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This is the VOA Special English Economics Report.
Finance ministers from the euro area met in Poland in the middle of September to discuss the Greek debt crisis. American Treasury Secretary Tim Geithner joined them. Fabian Zuleeg, chief economist at the European Policy Center in Brussels, said the United States was right to get involved. "The intervention from the US has also shown at least a risk that the stability of the financial system as a whole -- the global financial system -- might be under threat again."
Earlier, the leaders of France, Germany and Greece held a conference call to discuss how to contain Europe's deepening financial crisis.
Germany and France are Europe's two largest economies.
Seventeen European Union countries use the euro as their currency.
On September fifteenth, five major central banks agreed to lend additional dollars to European banks in the euro zone. The European Central Bank says the three-month loans will provide as many dollars as the banks need. The operations will end in December.
The European Central Bank is acting with the United States Federal Reserve, the Bank of England, the Bank of Japan and the Swiss National Bank. The announcement helped lift European bank shares and major European stock lists.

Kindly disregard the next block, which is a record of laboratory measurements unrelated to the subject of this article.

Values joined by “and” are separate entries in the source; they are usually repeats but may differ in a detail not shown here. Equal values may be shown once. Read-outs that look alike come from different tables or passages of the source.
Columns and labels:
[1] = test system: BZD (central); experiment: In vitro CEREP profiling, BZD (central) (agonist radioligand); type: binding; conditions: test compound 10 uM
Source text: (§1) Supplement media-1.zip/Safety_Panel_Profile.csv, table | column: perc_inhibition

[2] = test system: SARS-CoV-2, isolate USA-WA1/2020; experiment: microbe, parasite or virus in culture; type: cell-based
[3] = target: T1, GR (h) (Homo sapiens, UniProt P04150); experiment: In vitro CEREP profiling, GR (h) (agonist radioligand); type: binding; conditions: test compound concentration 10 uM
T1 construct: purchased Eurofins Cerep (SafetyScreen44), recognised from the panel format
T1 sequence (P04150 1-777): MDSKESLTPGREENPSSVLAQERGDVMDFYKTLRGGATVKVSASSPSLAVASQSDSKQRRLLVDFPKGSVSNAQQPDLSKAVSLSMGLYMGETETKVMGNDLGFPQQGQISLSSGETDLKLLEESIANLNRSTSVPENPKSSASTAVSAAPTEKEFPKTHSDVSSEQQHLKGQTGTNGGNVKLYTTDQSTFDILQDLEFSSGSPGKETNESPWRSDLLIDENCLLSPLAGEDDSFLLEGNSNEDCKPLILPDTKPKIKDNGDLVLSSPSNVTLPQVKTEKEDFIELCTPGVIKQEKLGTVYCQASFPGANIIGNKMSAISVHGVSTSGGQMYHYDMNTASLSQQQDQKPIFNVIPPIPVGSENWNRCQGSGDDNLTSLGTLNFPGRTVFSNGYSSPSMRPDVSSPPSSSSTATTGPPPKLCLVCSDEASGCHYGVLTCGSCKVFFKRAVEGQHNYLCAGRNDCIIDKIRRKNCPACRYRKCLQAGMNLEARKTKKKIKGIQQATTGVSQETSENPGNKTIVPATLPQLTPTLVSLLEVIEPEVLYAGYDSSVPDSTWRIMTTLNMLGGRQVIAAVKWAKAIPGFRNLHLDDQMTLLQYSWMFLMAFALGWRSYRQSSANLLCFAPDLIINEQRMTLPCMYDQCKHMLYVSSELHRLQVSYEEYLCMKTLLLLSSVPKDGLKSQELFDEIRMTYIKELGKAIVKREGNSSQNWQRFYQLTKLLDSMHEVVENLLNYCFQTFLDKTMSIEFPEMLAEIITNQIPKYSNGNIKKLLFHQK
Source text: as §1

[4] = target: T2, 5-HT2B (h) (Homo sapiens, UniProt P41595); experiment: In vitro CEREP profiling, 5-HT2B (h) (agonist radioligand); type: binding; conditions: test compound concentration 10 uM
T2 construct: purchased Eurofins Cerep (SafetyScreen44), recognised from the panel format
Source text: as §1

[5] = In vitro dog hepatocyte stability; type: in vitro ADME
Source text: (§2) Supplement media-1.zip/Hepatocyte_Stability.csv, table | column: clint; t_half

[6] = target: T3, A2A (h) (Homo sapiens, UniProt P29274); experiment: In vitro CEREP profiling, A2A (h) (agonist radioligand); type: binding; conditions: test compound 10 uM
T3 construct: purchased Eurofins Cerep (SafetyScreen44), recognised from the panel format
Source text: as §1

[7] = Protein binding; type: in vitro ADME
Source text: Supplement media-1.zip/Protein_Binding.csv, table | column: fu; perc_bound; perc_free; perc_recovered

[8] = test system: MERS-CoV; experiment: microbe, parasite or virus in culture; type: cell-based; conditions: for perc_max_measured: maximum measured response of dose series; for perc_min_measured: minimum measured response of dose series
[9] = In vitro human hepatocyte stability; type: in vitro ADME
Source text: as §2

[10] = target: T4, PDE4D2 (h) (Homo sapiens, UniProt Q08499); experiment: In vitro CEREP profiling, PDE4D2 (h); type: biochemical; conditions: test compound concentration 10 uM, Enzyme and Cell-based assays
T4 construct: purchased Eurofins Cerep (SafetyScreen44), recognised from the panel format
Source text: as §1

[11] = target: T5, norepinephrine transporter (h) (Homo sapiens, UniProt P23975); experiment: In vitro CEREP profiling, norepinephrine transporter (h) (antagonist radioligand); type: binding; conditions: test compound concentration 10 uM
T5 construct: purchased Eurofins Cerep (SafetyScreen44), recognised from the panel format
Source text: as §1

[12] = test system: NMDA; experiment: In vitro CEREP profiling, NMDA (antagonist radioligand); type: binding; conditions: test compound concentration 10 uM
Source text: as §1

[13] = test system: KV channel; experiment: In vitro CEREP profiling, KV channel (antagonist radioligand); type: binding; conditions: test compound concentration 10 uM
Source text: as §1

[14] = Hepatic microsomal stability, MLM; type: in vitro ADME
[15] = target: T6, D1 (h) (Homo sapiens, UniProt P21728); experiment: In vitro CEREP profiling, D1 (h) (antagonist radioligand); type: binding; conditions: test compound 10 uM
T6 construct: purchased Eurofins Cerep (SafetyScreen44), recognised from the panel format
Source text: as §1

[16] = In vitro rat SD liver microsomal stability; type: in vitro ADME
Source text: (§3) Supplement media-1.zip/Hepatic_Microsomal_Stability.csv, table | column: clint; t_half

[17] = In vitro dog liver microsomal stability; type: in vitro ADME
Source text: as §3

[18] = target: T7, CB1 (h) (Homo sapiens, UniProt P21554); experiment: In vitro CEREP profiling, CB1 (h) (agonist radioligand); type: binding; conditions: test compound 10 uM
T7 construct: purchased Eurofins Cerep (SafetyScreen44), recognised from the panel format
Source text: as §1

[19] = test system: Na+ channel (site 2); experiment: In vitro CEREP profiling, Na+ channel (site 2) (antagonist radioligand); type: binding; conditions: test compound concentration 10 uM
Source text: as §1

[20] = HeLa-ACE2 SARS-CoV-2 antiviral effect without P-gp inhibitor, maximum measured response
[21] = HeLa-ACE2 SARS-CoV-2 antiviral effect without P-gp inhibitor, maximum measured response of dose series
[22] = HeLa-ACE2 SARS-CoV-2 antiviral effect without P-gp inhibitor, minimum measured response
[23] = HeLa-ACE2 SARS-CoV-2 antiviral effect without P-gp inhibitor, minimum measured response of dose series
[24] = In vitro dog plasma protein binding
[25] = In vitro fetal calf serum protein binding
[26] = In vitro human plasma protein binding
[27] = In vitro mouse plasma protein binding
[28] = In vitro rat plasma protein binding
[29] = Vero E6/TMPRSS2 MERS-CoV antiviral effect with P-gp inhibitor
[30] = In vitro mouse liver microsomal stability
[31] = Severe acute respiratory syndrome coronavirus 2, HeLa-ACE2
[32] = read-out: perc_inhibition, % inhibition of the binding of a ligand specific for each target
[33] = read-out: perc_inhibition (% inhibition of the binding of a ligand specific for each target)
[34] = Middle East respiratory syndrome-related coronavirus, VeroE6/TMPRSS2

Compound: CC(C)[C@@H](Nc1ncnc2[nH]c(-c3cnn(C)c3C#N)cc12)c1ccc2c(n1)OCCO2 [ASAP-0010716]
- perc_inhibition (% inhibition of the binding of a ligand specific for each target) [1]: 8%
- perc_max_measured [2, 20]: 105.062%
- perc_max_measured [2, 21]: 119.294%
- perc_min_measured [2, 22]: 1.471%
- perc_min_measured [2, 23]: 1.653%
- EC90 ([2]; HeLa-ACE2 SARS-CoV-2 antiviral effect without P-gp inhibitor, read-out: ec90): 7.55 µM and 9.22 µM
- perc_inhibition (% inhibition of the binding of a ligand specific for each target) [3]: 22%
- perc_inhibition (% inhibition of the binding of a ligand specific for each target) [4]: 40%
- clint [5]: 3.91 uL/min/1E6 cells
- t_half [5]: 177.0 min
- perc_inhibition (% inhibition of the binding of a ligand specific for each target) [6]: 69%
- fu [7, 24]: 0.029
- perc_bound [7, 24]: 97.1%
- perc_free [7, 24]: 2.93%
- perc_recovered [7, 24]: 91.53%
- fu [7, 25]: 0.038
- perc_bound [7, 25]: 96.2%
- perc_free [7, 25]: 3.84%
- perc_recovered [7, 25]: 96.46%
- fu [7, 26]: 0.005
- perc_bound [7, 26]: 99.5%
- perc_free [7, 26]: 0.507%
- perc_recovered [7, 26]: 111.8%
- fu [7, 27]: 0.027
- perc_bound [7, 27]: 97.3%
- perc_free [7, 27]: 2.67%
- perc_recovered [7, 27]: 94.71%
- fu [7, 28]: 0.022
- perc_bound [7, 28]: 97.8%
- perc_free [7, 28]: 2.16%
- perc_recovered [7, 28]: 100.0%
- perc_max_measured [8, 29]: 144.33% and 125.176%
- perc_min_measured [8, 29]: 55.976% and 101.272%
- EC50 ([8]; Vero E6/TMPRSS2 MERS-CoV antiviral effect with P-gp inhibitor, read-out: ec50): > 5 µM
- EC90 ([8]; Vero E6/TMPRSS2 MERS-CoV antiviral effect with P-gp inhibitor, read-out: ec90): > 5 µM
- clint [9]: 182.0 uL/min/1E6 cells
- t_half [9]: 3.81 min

The Paris-based Organization for Economic Cooperation and Development has lowered its growth estimates for the euro area. In Greece the economy has shrunk this year.
German Chancellor Angela Merkel urged eurozone nations to do everything possible to avoid an "uncontrolled insolvency" by Greece. On September thirteenth, she warned that problems would quickly spread if Greece failed to pay its international rescue loans. And, she said, "If the euro fails, Europe fails."
The next day, European Commission President Jose Manuel Barroso spoke to the European Parliament. He announced that the commission would propose creating "eurobonds." The idea is for euro zone governments to jointly guarantee their debts. Germany and France have opposed such bonds.
Mr. Barroso also said the current system that lets individual countries easily block policy is not working. "I am convinced we need a deeper and more results-driven integration.... A system based purely on intergovernment cooperation has not worked in the past and will not work in the future."